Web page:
As urban growth accelerates and resources are stretched thin in cities around the globe, the concept of “Smart Cities” is more important than ever before. That’s one reason I’m excited to be in Nice, France, this week to help launch the “Connected Boulevard,” an ambitious proof of concept built to leverage and anticipate the Internet of Everything (IoE) for smart and connected city services.

The Connected Boulevard is the first real-world example at the city level of how IoE is enabling infrastructure intelligence and value through connections among people, processes, data and things. This proof of concept involves 200 sensors and detecting devices in the city center of Nice, providing context-aware information on parking, traffic, street lighting, waste disposal, and environmental quality.

Click on the video below to see the Connected Boulevard in action and to hear Mayor Christian Estrosi and Director General Anne Boquet explain how the Internet of Everything is helping Nice to realize its plan to become a Smart City.

The project began simply enough when the city wanted to replace its aging parking meters. For a city with an environmentally active mayor and an aspiration to become a “smart eco-city,” it was only natural to implement a “smart parking” system. But they didn’t stop there. Together with Cisco and the Think Global alliance of partners, the city of Nice created a common architecture platform to support a variety of innovative services in the central district.

The project’s main objectives are to test and validate a technology architecture and economic model, and to understand some of the social benefits of IoE. The shared platform will make it possible to transform raw data from sensors into the actionable intelligence that is critical for Nice to become a Smart City.

The proof of concept includes four types of city services that can quickly demonstrate the benefits and value of the Internet of Everything for both residents and city leadership:

  1. Smart circulation: It generally takes drivers 20 to 30 minutes to find parking in the city center. Now, through a mobile app for smartphones and tablets, visitors to central Nice can see where parking is available, as well as real-time information on public transportation and bike or car-sharing availability. We estimate this system will reduce traffic congestion by 30 percent and improve air quality by 25 percent.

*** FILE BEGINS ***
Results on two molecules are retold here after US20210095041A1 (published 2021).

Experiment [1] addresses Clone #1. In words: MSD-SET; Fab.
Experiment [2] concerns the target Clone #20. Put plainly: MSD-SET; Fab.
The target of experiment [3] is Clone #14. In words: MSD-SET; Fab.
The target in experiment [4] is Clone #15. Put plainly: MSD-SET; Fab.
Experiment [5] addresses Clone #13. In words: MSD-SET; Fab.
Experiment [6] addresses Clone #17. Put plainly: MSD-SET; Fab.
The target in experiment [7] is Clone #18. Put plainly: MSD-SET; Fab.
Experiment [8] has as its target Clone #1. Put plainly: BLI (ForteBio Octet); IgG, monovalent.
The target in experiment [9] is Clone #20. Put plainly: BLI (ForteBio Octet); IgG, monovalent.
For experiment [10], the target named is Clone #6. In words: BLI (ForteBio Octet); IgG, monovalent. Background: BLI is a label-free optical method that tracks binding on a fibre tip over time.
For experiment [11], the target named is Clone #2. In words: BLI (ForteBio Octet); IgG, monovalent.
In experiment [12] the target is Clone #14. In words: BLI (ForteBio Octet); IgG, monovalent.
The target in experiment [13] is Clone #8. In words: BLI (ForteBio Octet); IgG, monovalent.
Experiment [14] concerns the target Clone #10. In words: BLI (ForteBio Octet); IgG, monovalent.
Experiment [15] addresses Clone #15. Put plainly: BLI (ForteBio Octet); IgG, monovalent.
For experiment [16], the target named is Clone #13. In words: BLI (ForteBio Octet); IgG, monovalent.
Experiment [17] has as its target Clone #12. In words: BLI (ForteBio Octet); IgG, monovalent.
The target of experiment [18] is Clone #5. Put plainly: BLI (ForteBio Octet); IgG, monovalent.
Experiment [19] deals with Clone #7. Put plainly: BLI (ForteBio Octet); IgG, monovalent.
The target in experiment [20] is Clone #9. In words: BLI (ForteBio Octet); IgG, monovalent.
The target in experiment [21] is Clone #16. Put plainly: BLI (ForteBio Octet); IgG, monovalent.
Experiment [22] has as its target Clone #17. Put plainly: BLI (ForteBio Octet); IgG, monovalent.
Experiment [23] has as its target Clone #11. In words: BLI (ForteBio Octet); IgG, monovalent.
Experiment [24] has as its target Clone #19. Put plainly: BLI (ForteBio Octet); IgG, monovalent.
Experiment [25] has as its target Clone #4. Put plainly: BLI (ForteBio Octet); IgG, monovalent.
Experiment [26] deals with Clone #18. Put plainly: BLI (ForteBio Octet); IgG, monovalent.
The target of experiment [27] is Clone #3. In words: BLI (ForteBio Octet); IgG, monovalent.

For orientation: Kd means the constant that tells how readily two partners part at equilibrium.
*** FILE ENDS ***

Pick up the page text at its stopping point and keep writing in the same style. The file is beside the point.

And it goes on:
2. Smart lighting: The intelligent outdoor lighting system can realize at least 20 percent in power savings by adjusting light intensity based on changing weather and traffic conditions. For example, a streetlight will automatically become brighter in fog or rain, or when it detects pedestrian traffic; or it may become dimmer if there are an abundance of cars on the road generating ambient light.

  3. Smart waste management: By utilizing sensor networks and web-based applications that provide real-time information about trash levels in waste bins, collection routes can be optimized to save resources and improve overall service.

  4. Environmental monitoring: With data from sensors combined with crowd-sourced applications, both city officials and citizens will be able to more accurately track air and noise pollution, as well as humidity and temperature, and eventually map pollution levels to other factors, such as health and well-being.

This week, the Connected Boulevard is being highlighted at the Innovative City Convention, hosted by the city of Nice. Yesterday, city leaders, journalists, and international guests got a first-hand look at the Connected Boulevard and the context-aware information it provides through smart devices and street kiosks. As the director for innovation in the public sector for Cisco Consulting Services (formerly called the Internet Business Solutions Group), I am particularly pleased to be part of this “living laboratory.” The Connected Boulevard will help us learn how to capitalize on the Internet of Everything to create information intelligence that will improve the lives of city dwellers and transform urban centers into Smart Cities.

For more information, please visit our Internet of Everything site.

Stay tuned to view upcoming installations of our Intelligent Communities Global Blog Series.  Click here to learn more about what others are doing to make their communities more intelligent.


Anne Lange

Director, Public Sector

Internet Business Solutions